I love veganaise brand. I’ve bought it for years and have loved it for years. In fact, I never liked mayo before I went vegan a decade ago, and really only ever fell in love with ‘mayo’ because of veganaise.
Butttttt it can be expensive, especially in Northern Ontario. Not to mention that when you live 45 minutes away from the nearest store, sometimes it’s nice to be able to whip some up yourself.
I’ve tried a few versions of this recipe, and once you get the hang of this it is really a quick and easy way (and cheap!) way to make mayo. But I’ve failed quite a few times doing this — the cool thing about failing is that I have some advice for you on how to not fail!
- Oil: Don’t use extra virgin olive oil, once emulsified it becomes bitter and tastes like garbage. Just don’t. I can vouch for doing this with Canola, Sunflower and Safflower and it turning out super well.
- Temperature: If it is warm in your house, put the oil in the fridge/freezer/snowbank for a while to cool down. Cold-ish oil emulsifies better (not frozen, just a bit below room temp).
- Aquafaba: Not all Aquafaba is created equal! I strongly prefer chickpea aquafaba (I also use more chickpeas than other legumes, so I often have it around), and even then the thickness of the AF is going to vary. It should be fairly thick to of the can, if it is not you may need to reduce it in a saucepan until it has a nice thick consistency reminiscent of egg whites. This is a bit of judgement question, if in doubt just reduce it a teeny bit until it’s a bit thicker by simmer over low heat until reduced to 3/4 or 2/3 original volume AND THEN COOL IT. Again, we don’t want warm AF here.
- Lemon Juice / Vinegar – Adjust the lemon and vinegar (usually ACV) to how tangy you want things, think mayo vs. miracle whip. Also, I live far from a store, and sometimes I don’t have lemons. Those days I use ACV. If you are using the mayo for a certain recipe (like Caesar Dressing) all lemon might be nice. Similarly, if you are making something like Asian Wafu sauce, rice vinegar might be a good choice. I’ve included my fave combo below. Plain regular white vinegar is also fine.
- Patience: If you have met me in real life, I am a very high energy bouncing off the walls type. But when I make this recipe, I channel my inner zen sloth something and go slowly, because if you rush this it will not emulsify and it will suck and you will angrily throw liquidy mayo into the sink. Or at least I assume… 😇
I have made this with a high powered blender, a fancy ass food processor and an immersion blender.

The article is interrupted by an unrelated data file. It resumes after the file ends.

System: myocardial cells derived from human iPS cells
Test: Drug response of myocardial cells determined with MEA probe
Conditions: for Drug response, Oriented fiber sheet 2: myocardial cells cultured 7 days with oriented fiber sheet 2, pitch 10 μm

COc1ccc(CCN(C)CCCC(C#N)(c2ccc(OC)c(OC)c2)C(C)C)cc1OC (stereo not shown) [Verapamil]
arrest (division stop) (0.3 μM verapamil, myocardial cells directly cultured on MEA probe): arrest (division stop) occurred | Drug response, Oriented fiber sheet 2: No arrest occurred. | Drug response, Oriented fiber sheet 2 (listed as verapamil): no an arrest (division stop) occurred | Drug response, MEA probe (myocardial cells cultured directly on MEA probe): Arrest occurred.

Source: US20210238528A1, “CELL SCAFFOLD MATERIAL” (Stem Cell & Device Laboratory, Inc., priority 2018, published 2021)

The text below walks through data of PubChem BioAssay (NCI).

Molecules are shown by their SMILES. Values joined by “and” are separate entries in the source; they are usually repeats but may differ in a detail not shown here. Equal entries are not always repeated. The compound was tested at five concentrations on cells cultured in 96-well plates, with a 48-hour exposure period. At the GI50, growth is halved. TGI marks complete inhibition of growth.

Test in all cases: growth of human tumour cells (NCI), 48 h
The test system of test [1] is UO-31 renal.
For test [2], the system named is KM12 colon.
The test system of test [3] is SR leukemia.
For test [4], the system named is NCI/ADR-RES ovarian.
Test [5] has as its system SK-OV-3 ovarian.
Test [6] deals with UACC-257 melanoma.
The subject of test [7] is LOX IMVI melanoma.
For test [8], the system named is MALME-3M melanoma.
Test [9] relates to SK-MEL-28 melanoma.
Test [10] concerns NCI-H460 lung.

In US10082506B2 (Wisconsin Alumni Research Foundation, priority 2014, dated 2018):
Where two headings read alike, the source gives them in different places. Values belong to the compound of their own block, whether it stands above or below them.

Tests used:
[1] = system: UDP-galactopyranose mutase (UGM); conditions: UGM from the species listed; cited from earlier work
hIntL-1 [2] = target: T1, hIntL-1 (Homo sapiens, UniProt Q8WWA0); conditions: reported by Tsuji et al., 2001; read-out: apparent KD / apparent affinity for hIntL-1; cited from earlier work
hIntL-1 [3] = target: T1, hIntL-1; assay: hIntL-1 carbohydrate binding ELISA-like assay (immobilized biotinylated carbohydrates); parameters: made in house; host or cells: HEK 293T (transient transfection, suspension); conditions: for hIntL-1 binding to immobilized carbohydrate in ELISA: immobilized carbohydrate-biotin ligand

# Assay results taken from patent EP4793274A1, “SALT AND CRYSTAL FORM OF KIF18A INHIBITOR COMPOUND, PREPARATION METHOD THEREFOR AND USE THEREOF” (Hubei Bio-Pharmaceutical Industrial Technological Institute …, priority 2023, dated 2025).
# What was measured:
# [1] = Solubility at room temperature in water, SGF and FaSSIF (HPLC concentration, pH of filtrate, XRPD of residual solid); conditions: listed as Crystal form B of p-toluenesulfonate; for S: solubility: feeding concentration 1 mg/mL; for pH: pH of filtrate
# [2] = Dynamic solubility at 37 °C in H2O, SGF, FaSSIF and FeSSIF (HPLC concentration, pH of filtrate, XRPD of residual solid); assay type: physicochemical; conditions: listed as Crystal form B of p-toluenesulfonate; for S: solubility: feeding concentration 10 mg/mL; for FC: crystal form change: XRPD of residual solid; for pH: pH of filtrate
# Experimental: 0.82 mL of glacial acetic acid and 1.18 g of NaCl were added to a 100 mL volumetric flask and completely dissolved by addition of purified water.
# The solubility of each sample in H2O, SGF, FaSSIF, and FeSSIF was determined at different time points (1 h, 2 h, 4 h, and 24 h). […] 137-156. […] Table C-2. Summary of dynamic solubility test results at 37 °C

I highly recommend the immersion blender, it just works better, is less messy (i.e., does not cover the cupboards in mayo splatter) and is less mess. I also find my success rate is generally much better of getting a nice thick mayo.
1/4 cup (prefer Chickpea) AQUAFABA
1-2 TBSP lemon juice or vinegar my go to combo:
- 1 T lemon juice
- 1-2 tsps apple cider vinegar
1/2 to 1 tsp salt
1 T sugar or 1/2 T agave
squirt of whole grain dijon (about 1/2 tsp)
Combine the above in the bottom of a measure cup or whatever
PROTIP: make sure the immersion blender fits in the thing you’re dumping all your ingredients into.
But Shauna! It’s so thick already! Do I rly need to go slow!???
Yes. Listen to Auntie Shauna. If you can’t pour a nice thin stream of oil because it’s too thick, you can add about a tbsp at a time and process and repeat or else it will thin out as you add more.
Look at this nice thick mayo:
Why isn’t my mayo thick?
Great question, imaginary reader!
Could be because you went too fast, your oil was too warm, or maybe you’re just having a bad day – life happens also!
Don’t angrily throw it out! Simply pour some of that liquidy stuff into a second measuring cup, pop it in the fridge to make sure it is nice and cool and chill take a breath. If you have a dog, they definitely want a belly rub.
Now that you and your liquids mayo have both chilled a bit, pour a little more Aquafaba (about a tablespoon or two) into the bottom of your big measuring cup, and blend it up a bit and get it foamy, now pour your chilled liquidy mayo in slowly slowly SLOWLY. The stream of liquid should be very small, like maybe a piece of twine or yarn.
It should thicken right up 🙂